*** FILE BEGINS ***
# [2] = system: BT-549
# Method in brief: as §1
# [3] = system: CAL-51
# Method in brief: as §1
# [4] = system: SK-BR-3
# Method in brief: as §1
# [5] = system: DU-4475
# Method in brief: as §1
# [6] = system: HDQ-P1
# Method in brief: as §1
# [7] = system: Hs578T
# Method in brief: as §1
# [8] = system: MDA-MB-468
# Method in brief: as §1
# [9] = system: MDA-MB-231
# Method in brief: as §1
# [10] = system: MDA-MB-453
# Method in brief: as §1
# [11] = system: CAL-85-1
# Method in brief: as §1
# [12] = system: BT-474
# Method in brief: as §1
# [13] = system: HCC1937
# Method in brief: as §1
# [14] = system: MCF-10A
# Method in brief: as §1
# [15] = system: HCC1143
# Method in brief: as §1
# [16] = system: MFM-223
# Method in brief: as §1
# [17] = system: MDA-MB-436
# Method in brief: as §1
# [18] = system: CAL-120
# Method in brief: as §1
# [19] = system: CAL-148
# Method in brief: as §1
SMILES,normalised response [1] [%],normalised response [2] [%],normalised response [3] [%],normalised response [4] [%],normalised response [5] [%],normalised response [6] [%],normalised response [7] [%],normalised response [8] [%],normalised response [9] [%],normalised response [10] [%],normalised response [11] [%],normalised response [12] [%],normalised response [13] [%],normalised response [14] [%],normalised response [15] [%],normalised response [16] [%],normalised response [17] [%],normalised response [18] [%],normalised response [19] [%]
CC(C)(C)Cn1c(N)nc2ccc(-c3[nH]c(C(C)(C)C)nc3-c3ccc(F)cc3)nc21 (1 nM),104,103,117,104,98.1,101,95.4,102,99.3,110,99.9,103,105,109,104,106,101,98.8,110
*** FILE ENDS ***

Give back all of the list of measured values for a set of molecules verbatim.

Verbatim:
# [2] = system: BT-549
# Method in brief: as §1
# [3] = system: CAL-51
# Method in brief: as §1
# [4] = system: SK-BR-3
# Method in brief: as §1
# [5] = system: DU-4475
# Method in brief: as §1
# [6] = system: HDQ-P1
# Method in brief: as §1
# [7] = system: Hs578T
# Method in brief: as §1
# [8] = system: MDA-MB-468
# Method in brief: as §1
# [9] = system: MDA-MB-231
# Method in brief: as §1
# [10] = system: MDA-MB-453
# Method in brief: as §1
# [11] = system: CAL-85-1
# Method in brief: as §1
# [12] = system: BT-474
# Method in brief: as §1
# [13] = system: HCC1937
# Method in brief: as §1
# [14] = system: MCF-10A
# Method in brief: as §1
# [15] = system: HCC1143
# Method in brief: as §1
# [16] = system: MFM-223
# Method in brief: as §1
# [17] = system: MDA-MB-436
# Method in brief: as §1
# [18] = system: CAL-120
# Method in brief: as §1
# [19] = system: CAL-148
# Method in brief: as §1
SMILES,normalised response [1] [%],normalised response [2] [%],normalised response [3] [%],normalised response [4] [%],normalised response [5] [%],normalised response [6] [%],normalised response [7] [%],normalised response [8] [%],normalised response [9] [%],normalised response [10] [%],normalised response [11] [%],normalised response [12] [%],normalised response [13] [%],normalised response [14] [%],normalised response [15] [%],normalised response [16] [%],normalised response [17] [%],normalised response [18] [%],normalised response [19] [%]
CC(C)(C)Cn1c(N)nc2ccc(-c3[nH]c(C(C)(C)C)nc3-c3ccc(F)cc3)nc21 (1 nM),104,103,117,104,98.1,101,95.4,102,99.3,110,99.9,103,105,109,104,106,101,98.8,110